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Meaning of Growth and Development
A country’s economic growth is usually measured by National Income, indicated by Gross Domestic Product (GDP). The GDP is the total monetary value of the goods and services produced by that country over a specific period of time, usually one year.
The level economic development is indicated not just by GDP, but by an increase in citizens’ quality of life or well-being. The quality of life is being assessed by several indices such as Human Development Index (HDI), Physical Quality of Life Index (PQLI) and Gross National Happiness Index (GNHI).
The term “Gross National Happiness” was coined by the fourth king of Bhutan, Jigme Singye Wangchuck, in 1972. It is an indicator of progress, which measures sustainable develop- ment, environmental conservation promotion of culture and good governance.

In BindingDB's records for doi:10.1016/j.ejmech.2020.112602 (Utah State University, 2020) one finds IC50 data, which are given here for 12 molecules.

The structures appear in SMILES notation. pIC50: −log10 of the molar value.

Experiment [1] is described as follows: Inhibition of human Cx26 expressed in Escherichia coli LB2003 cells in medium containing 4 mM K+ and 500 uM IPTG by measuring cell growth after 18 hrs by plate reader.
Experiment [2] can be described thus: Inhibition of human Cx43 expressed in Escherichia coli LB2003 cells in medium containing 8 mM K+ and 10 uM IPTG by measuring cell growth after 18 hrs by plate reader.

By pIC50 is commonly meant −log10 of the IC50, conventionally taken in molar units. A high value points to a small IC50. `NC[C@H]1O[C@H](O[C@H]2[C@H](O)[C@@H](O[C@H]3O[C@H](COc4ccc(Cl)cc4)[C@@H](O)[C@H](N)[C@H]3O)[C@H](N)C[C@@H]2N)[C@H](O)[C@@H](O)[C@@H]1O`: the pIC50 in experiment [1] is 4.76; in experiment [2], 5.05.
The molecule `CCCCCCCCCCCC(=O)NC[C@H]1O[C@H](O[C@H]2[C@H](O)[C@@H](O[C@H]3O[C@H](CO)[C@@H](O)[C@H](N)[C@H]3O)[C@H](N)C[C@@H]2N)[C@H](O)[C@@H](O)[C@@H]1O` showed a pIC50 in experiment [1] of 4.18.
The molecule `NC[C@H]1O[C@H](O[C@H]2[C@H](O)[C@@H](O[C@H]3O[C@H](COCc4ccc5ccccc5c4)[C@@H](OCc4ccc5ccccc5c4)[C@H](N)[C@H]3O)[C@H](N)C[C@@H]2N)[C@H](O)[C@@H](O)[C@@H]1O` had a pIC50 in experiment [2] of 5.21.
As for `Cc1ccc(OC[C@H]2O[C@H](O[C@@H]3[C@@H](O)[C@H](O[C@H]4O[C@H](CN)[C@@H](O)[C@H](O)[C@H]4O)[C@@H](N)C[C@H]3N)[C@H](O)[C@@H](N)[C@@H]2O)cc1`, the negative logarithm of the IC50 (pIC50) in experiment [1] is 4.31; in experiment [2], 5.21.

On the basis of the level of economic development, nations are classified as developed and developing economies.
Developed economies are those countries which are industrialised, utilise their resources efficiently and have high per capita income. The USA, Canada, U.K, France, and Japan are some of the developed economies. Developed economies are also termed as Advanced Countries. On the other hand, countries which have not fully utilized their resources like land, mines, workers, etc., and have low per capita income are termed as under developed economies. Examples of underdeveloped countries are Sub Saharan Africa, Bangla Desh, Myanmar, Pakistan, Indonesia etc.They are also termed as Undeveloped Countries or Backward Nations or Third World Nations.
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